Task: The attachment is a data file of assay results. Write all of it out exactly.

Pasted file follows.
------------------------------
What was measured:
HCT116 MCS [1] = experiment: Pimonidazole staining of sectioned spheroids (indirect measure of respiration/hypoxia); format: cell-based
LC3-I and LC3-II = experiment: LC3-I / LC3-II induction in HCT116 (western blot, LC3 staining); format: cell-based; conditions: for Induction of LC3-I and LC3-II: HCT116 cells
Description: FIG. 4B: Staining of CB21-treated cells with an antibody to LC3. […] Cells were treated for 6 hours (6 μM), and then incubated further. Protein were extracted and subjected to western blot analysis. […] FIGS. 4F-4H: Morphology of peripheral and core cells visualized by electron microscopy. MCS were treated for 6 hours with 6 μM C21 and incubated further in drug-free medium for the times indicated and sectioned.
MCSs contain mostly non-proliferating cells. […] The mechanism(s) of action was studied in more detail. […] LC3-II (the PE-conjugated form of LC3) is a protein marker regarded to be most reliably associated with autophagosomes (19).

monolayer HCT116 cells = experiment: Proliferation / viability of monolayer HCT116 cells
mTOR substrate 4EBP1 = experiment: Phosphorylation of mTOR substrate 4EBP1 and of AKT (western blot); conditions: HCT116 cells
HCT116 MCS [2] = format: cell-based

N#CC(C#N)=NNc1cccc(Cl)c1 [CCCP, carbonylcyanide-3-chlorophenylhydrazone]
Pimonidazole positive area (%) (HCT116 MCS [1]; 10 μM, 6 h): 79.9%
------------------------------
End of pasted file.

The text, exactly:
What was measured:
HCT116 MCS [1] = experiment: Pimonidazole staining of sectioned spheroids (indirect measure of respiration/hypoxia); format: cell-based
LC3-I and LC3-II = experiment: LC3-I / LC3-II induction in HCT116 (western blot, LC3 staining); format: cell-based; conditions: for Induction of LC3-I and LC3-II: HCT116 cells
Description: FIG. 4B: Staining of CB21-treated cells with an antibody to LC3. […] Cells were treated for 6 hours (6 μM), and then incubated further. Protein were extracted and subjected to western blot analysis. […] FIGS. 4F-4H: Morphology of peripheral and core cells visualized by electron microscopy. MCS were treated for 6 hours with 6 μM C21 and incubated further in drug-free medium for the times indicated and sectioned.
MCSs contain mostly non-proliferating cells. […] The mechanism(s) of action was studied in more detail. […] LC3-II (the PE-conjugated form of LC3) is a protein marker regarded to be most reliably associated with autophagosomes (19).

monolayer HCT116 cells = experiment: Proliferation / viability of monolayer HCT116 cells
mTOR substrate 4EBP1 = experiment: Phosphorylation of mTOR substrate 4EBP1 and of AKT (western blot); conditions: HCT116 cells
HCT116 MCS [2] = format: cell-based

N#CC(C#N)=NNc1cccc(Cl)c1 [CCCP, carbonylcyanide-3-chlorophenylhydrazone]
Pimonidazole positive area (%) (HCT116 MCS [1]; 10 μM, 6 h): 79.9%